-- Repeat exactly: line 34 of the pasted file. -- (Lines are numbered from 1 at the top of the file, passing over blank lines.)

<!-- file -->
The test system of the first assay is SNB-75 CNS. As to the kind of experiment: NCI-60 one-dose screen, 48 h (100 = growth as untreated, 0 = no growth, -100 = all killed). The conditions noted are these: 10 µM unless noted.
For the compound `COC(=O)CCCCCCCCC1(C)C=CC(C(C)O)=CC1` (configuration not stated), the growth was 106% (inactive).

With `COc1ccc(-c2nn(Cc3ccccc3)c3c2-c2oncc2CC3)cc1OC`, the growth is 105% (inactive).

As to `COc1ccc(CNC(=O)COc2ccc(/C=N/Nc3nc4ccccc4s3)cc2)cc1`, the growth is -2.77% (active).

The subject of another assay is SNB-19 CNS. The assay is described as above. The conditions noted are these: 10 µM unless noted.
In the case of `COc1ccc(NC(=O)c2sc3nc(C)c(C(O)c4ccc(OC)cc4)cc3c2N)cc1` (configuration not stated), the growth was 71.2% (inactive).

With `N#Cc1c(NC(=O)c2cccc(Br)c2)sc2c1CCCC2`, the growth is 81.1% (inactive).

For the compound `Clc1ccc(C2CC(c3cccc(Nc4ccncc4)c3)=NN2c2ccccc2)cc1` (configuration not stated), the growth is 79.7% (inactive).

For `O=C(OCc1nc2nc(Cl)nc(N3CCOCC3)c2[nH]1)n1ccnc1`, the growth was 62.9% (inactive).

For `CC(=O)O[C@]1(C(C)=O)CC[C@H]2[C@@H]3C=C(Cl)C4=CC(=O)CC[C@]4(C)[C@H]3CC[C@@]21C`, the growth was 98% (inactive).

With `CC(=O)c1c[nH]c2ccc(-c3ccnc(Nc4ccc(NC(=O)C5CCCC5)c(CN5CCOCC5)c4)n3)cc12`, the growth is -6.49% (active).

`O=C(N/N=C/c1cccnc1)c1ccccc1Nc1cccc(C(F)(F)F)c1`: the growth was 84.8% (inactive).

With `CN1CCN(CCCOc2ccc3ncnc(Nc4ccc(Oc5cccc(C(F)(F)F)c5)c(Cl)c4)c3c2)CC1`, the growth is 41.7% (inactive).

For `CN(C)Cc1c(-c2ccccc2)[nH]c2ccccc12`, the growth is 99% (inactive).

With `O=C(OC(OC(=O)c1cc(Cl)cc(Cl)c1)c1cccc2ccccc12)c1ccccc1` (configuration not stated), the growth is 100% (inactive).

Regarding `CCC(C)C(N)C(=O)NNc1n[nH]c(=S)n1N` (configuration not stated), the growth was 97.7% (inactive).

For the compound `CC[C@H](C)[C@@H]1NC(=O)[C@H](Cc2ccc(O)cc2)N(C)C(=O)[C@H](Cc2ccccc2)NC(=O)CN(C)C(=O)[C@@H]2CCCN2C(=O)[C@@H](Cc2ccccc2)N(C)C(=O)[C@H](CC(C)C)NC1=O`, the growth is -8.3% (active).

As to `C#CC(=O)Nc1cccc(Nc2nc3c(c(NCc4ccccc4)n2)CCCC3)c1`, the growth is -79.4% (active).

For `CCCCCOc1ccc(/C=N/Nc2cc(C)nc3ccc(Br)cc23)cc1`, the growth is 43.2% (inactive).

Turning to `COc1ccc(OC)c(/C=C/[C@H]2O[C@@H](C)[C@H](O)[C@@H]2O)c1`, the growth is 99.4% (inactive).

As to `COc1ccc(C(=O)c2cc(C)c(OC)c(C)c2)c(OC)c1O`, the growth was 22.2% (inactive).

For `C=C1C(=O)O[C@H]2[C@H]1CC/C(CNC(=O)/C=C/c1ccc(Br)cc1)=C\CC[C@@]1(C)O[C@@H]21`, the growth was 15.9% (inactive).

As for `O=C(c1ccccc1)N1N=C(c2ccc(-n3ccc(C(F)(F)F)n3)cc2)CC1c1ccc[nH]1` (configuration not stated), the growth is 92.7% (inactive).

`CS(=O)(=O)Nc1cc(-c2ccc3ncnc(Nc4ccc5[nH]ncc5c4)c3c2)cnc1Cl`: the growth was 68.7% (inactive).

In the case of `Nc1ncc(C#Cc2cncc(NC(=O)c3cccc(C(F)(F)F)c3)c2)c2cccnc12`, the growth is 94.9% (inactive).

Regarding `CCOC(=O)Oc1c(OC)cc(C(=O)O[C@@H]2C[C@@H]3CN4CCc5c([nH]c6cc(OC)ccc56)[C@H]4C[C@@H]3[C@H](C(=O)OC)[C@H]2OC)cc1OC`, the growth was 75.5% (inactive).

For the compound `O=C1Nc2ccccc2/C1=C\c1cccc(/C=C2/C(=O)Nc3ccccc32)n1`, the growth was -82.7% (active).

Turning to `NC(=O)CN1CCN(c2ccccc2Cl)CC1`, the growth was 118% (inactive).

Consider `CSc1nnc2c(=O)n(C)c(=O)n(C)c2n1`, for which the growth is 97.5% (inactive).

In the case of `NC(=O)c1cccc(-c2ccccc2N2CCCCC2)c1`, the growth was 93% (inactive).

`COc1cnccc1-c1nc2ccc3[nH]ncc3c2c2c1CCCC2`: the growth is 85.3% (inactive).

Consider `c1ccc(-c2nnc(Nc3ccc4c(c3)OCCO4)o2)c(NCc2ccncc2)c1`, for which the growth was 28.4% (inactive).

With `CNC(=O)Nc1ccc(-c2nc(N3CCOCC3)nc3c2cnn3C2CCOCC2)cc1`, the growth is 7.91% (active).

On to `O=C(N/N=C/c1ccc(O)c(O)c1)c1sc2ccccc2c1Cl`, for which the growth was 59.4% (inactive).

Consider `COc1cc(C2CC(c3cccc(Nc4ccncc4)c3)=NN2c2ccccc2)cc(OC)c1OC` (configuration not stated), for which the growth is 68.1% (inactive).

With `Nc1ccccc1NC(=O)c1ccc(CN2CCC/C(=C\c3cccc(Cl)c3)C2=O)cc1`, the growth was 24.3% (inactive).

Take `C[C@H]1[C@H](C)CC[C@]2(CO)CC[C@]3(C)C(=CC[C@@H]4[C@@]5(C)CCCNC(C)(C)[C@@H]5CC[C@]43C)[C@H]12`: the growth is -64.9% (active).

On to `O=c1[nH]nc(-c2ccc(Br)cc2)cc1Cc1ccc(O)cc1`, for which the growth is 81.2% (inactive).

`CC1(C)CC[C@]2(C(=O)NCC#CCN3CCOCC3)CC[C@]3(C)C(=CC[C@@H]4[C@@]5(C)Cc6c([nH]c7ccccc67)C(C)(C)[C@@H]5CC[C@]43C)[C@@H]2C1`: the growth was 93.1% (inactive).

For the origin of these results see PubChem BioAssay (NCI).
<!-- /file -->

On to `O=C(N/N=C/c1ccc(O)c(O)c1)c1sc2ccccc2c1Cl`, for which the growth was 59.4% (inactive).